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Microsoft Security Essentials Not Vulnerable to Kernel Hook Attack

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  • Flyordie
    replied
    Originally posted by gamefoo21 View Post


    I use the MSSE on this machine, and it's soon to get put onto the others.

    Oh and since the article and the source go through great pains to avoid linking to the table of naughty security software...






    I bet the Avast and Avira fanboys are sweatin bullets right now...

    As an AVAST user, not really. AVAST Corporate Edition when used on a remote server (Single host server for AV, which acts as a scanning hub for 100+ PCs) it also acts as a real-time TCP/UDP/ect.. scanner for any traffic that comes in. Whats great, is it is not allowed to write to the HDD of that machine except for updates for the VDB.

    So, Home Users of AVAST, you can worry. Corporate Edition owners, not so much.

    Leave a comment:


  • EfrainMan
    replied
    How would malware use this vulnerability? I mean, what would a person have to do to get something happen to them? Is it as simple as visiting a site, or do I have to download something like a noob?
    Last edited by EfrainMan; May 13, 2010, 08:50 PM.

    Leave a comment:


  • Dr. Zhivago
    replied
    Where do you get way sub 90%? On VB100 for April they missed 1 from the wild list and have been awarded the VB100 before. I've seen McAfee and Norton fail over and over and over in real life. They ALWAYS get high scores on these so-called tests.

    Ever since switching all my clients to one of the free AV's out there like Avast or AVG and now MSE, I never get calls from them because they have virii. Granted, nothing is 100% fail-safe, but from my experience, MSE does a great job. It saved my butt yesterday and I was at a totally legit site that had been compromised.

    Leave a comment:


  • caveman-jim
    replied
    Originally posted by daPhoenix View Post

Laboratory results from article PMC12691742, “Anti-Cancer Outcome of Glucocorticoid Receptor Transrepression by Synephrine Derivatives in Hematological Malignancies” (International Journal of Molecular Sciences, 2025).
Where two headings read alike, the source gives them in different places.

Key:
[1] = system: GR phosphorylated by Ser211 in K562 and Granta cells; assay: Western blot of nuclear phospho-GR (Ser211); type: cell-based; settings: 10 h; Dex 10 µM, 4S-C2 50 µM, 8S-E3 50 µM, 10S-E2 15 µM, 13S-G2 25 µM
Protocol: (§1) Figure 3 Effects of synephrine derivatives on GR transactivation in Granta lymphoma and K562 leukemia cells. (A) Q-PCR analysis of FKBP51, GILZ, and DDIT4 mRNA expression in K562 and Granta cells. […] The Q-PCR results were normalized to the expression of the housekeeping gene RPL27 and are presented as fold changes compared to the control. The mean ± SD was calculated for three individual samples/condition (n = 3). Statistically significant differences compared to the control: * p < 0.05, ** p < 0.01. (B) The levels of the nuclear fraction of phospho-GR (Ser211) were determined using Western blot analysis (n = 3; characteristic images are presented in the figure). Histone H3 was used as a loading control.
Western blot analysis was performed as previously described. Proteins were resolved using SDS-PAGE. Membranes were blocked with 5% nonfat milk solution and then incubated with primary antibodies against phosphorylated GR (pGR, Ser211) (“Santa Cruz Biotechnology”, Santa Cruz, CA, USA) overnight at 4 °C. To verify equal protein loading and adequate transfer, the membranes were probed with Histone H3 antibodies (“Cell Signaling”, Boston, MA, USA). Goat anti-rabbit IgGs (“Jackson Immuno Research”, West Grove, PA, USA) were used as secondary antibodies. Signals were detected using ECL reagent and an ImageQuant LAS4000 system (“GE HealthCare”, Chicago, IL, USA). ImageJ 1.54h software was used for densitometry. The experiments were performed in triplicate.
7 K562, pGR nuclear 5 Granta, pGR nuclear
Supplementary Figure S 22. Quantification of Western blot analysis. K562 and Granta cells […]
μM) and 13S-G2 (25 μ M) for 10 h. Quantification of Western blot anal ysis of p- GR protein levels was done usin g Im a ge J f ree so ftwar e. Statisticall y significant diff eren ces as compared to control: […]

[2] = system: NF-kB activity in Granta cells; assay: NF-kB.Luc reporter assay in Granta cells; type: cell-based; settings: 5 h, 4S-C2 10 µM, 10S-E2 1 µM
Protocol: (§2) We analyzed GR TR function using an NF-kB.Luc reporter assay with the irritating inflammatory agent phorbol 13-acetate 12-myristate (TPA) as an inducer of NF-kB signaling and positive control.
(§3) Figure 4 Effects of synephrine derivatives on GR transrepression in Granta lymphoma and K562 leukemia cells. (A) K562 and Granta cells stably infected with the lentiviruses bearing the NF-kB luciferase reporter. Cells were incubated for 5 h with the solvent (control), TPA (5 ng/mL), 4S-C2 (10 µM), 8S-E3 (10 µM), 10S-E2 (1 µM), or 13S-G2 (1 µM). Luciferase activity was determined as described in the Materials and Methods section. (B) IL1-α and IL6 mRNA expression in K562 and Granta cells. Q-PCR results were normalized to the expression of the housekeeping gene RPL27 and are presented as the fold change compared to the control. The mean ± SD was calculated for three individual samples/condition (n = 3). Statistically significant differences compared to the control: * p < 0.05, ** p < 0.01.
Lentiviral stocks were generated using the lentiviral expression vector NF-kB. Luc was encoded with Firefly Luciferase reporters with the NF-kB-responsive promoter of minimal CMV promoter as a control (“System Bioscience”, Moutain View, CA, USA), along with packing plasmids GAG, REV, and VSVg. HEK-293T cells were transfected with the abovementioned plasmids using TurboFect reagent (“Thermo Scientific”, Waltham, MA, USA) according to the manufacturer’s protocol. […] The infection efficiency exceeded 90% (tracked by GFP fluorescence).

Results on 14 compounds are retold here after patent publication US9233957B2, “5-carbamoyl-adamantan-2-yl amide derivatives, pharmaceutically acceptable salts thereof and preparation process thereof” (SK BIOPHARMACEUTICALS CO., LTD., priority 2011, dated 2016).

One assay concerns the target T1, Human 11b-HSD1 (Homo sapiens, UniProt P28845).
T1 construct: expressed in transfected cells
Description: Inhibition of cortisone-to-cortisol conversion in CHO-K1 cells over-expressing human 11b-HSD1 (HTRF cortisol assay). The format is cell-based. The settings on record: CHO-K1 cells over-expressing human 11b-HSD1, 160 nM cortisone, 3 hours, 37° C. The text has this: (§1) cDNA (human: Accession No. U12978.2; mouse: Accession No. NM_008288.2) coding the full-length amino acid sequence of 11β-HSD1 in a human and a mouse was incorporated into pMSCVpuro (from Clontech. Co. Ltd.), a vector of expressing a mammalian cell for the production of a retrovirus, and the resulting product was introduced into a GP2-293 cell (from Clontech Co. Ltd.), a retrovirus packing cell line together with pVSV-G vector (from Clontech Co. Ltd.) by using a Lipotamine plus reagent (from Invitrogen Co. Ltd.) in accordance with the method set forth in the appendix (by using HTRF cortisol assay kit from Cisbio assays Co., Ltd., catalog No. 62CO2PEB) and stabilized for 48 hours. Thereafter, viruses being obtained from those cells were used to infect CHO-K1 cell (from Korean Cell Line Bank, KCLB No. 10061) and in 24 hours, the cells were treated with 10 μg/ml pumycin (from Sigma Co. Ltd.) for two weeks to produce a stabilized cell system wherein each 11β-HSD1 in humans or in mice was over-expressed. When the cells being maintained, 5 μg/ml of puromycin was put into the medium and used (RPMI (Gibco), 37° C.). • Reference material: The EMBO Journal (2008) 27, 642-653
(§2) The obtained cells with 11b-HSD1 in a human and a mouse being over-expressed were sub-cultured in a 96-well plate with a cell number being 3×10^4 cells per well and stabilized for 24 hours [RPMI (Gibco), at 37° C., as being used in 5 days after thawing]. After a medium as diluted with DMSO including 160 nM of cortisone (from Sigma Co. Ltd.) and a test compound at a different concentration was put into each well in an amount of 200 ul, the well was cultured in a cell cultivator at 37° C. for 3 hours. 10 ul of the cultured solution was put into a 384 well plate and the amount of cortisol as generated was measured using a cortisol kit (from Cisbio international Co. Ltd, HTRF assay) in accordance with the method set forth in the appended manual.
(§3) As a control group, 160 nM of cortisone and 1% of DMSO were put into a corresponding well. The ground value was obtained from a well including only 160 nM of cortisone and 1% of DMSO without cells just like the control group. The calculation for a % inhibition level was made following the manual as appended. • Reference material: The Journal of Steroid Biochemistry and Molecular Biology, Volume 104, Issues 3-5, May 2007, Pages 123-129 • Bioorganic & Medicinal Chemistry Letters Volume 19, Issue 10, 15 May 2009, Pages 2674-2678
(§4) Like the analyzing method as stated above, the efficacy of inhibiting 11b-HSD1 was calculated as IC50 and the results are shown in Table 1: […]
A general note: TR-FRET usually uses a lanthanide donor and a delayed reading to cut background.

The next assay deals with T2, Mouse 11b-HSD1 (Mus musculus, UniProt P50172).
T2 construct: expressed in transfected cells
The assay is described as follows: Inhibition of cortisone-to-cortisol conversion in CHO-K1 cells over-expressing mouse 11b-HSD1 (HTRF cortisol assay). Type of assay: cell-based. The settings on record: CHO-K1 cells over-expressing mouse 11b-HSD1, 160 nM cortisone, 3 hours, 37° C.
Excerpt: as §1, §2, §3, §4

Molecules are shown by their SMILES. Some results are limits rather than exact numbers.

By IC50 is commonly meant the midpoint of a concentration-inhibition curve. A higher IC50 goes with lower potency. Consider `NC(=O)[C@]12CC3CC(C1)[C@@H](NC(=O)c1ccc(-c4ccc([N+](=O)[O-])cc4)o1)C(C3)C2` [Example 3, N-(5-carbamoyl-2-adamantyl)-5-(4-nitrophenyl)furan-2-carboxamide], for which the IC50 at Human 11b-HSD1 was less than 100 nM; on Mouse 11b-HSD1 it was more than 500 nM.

With way sub-90% detection rate even on top 100, you might as well be not running anything at all and be 'protected' just as well.
    If you were offered a treatment that offered sub 90% chance of preventing a fatal disease, wouldn't you take it? Which if most effective is topic of worthy discussion, and seeing as there is a free, low-resource option that has at least one unique advantage over the competition it seems obvious to include it in any shortlist.

    Leave a comment:


  • daPhoenix
    replied
    With way sub-90% detection rate even on top 100, you might as well be not running anything at all and be 'protected' just as well.

    Leave a comment:


  • gamefoo21
    replied


    I use the MSSE on this machine, and it's soon to get put onto the others.

    Oh and since the article and the source go through great pains to avoid linking to the table of naughty security software...

    3D EQSecure Professional Edition 4.2 VULNERABLE
    avast! Internet Security 5.0.462 VULNERABLE
    AVG Internet Security 9.0.791 VULNERABLE
    Avira Premium Security Suite 10.0.0.536 VULNERABLE
    BitDefender Total Security 2010 13.0.20.347 VULNERABLE
    Blink Professional 4.6.1 VULNERABLE
    CA Internet Security Suite Plus 2010 6.0.0.272 VULNERABLE
    Comodo Internet Security Free 4.0.138377.779 VULNERABLE
    DefenseWall Personal Firewall 3.00 VULNERABLE
    Dr.Web Security Space Pro 6.0.0.03100 VULNERABLE
    ESET Smart Security 4.2.35.3 VULNERABLE
    F-Secure Internet Security 2010 10.00 build 246 VULNERABLE
    G DATA TotalCare 2010 VULNERABLE
    Kaspersky Internet Security 2010 9.0.0.736 VULNERABLE
    KingSoft Personal Firewall 9 Plus 2009.05.07.70 VULNERABLE
    Malware Defender 2.6.0 VULNERABLE
    McAfee Total Protection 2010 10.0.580 VULNERABLE
    Norman Security Suite PRO 8.0 VULNERABLE
    Norton Internet Security 2010 17.5.0.127 VULNERABLE
    Online Armor Premium 4.0.0.35 VULNERABLE
    Online Solutions Security Suite 1.5.14905.0 VULNERABLE
    Outpost Security Suite Pro 6.7.3.3063.452.0726 VULNERABLE